How we change what others think, feel, believe and do
The ChangingMinds Blog!
The second American Civil War
The first American Civil War ran between 1861 and 1865. The headline was slavery, but there were many other differences between the culture and practices of the northern and southern states. There was much polarization in society with bitter anger about opposing points of view. Fast forward to the 21st century. For the first time in a long time, there seems a possibility for another revolution. Really? Well, not very probable, but maybe. Consider the evidence...
In the days running up to the 2016 Presidential election, expecting defeat, Trump was talking about how it was all rigged. Even then, he was spreading paranoia and suspicion about the established order, and potentially building up to incitement of mass revolt. Yet he gained 59 million votes. Many of these would be traditional Republican voters, but many also lived outside of political concerns as they felt nobody represented their real needs.
Trump's language is generally inflammatory. He is quick to exaggeration and accusation. It seems almost comical and many eagerly scan the news in search of his latest faux pas. Yet his large and fanatically loyal following believe he is doing a great job despite unfounded attacks from the media and others. It seems odd that these followers, many of who are not well off, would follow a billionaire who lives in garish opulence. Yet the financial chasm seems irrelevant in comparison with the voice he has given to their anger. Many of them feel let down by previous administrations. Republicans appear not to have done much for them, while Democrats are seen as destroying jobs through environmental concern, shutting down big businesses through endless regulation. There is also a weariness with progressive political correctness and frustration about welfare for others.
Many expect Trump to resign or be impeached. Indeed betting companies are offering only poor odds on him completing his term in office. A triggering scenario would be such a departure from the White House, by whatever means. No matter the legitimacy of this, it would be seen by many of his supporters as the result of illegal establishment conspiracy. They will see it as evidence of the corrupt swamp, that Trump has tried to drain, fighting back and in danger of winning.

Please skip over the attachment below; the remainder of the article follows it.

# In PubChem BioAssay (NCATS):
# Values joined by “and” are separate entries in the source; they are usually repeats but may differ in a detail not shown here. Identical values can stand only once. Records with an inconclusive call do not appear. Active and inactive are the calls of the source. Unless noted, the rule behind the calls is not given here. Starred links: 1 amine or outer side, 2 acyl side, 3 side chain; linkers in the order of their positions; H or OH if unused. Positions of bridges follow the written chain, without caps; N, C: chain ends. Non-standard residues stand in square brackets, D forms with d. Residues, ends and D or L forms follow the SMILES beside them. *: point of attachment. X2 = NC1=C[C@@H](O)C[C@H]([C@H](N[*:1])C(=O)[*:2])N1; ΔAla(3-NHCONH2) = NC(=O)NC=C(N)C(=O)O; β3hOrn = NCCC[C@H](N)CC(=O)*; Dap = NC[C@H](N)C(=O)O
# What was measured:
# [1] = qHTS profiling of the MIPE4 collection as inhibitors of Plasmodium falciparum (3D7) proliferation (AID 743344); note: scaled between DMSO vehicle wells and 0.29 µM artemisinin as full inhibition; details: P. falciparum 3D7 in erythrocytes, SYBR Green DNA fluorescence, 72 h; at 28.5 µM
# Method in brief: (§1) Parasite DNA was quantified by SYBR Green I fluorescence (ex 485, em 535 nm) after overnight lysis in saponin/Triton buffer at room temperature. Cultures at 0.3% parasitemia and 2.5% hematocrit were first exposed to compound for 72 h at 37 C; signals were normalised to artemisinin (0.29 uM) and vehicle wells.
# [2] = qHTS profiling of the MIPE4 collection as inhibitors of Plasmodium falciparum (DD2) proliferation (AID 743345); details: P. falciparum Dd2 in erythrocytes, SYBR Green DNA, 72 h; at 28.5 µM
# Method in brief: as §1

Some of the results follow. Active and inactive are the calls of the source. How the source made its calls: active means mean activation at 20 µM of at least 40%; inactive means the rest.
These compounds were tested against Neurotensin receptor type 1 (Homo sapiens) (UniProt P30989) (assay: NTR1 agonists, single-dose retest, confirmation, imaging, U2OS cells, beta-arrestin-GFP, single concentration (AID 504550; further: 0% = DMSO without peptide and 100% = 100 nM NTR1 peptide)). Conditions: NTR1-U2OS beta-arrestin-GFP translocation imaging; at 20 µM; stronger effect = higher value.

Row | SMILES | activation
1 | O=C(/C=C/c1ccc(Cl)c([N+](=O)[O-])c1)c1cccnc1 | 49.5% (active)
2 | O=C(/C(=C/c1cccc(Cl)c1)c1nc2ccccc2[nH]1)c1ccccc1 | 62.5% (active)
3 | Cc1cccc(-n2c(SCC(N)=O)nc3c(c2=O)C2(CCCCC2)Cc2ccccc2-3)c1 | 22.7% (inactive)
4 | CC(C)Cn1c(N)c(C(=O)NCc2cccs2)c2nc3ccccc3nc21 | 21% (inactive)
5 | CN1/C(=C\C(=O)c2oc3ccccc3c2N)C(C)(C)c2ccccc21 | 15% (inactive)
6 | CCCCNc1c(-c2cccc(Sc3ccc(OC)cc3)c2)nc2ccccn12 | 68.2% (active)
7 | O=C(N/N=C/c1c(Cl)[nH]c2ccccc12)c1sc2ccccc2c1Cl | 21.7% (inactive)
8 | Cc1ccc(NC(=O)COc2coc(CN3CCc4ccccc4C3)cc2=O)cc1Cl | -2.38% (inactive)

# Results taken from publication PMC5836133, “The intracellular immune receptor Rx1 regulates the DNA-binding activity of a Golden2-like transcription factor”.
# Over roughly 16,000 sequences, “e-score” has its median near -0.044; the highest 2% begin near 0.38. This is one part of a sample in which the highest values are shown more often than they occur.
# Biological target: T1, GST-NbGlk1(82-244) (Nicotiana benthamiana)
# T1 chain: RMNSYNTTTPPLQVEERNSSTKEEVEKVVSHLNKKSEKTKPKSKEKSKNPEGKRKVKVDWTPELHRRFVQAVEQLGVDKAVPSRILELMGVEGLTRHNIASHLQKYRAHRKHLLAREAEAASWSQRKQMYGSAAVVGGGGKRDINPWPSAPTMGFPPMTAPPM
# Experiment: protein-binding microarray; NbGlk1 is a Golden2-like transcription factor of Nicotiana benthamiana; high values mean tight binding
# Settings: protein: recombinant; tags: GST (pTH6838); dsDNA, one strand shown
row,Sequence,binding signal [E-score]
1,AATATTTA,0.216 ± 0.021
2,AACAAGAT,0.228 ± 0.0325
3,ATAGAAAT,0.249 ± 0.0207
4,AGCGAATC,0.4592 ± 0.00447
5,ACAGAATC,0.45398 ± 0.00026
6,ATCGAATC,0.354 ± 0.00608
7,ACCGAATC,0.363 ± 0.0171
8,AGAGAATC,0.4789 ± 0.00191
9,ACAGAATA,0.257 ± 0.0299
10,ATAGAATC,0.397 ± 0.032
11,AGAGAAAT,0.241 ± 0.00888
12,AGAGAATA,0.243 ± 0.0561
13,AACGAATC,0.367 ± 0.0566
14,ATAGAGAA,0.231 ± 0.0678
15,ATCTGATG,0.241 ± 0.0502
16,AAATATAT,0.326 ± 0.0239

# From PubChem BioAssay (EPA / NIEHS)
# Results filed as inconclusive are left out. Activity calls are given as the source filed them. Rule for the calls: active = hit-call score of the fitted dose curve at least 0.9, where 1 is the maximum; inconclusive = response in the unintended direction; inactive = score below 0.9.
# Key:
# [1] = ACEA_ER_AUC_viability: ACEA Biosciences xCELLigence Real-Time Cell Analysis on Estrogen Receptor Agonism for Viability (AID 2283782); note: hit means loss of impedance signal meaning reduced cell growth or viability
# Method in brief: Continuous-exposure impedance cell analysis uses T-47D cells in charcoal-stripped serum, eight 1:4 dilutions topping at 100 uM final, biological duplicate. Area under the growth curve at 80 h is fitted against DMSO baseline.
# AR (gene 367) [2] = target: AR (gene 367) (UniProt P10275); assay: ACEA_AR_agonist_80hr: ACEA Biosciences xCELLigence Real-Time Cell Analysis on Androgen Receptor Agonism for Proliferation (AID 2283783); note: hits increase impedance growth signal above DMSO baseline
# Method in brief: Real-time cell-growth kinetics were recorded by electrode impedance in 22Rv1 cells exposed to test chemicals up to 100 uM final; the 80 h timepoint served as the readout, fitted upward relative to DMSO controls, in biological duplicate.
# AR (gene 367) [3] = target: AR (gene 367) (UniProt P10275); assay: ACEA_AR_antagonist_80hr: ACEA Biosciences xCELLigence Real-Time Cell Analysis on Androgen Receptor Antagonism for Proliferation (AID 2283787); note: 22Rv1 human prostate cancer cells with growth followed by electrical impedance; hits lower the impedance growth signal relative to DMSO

The question is: what could happen next?
In the civil war scenario, Trump cries foul, a likely response, and others take up his cry. This leads to demonstration and escalating outcry. Violence follows close behind, starting with scuffles at gatherings and escalating into organised attacks. Armed groups will go after key targets such as government offices. Media outlets are taken over to spread the news. Whole communities decide to secede from the nation, declaring their towns as independent and refusing to recognize federal or even state law. This could also happen at state level if enough people believed in the cause.
After the initial surprise, non-revolutionaries would likely continue in the assumption that this is just a bit of civil disorder that will blow over. Until, that is, evidence shows that it is not going to go away. At this point an outraged counter-revolution begins to appear, with ordinary citizens banding together to help suppress the revolution. Just as in ordinary politics, people increasingly and actively take sides. Only this time it is not just verbal conflict as weapons are increasingly deployed and the country polarizes.
A key question is what the military and the police would do. If they stay loyal to the establishment, then the revolution will most likely be quashed. If they stand aside, the revolution may quickly be won. It is also possible that they also fracture, with soldiers and even regiments taking sides. It is this question that would determine whether the revolution has any chance of success. Inaction by the military has been a pattern in revolutions around the world, from Russia to Egypt.
Both sides of course will claim legitimacy and just what is legitimate may not be clear. The deposed Trump (and his followers) would claim he is democratically elected and that proceedings against him are unlawful. The deposers would claim he is unfit to govern. This has been the basis for many other revolutions, too.
In the end, the chance of such events seem remote. But then so also did Trump winning the presidency this time last year.
No. Surely not?
And the big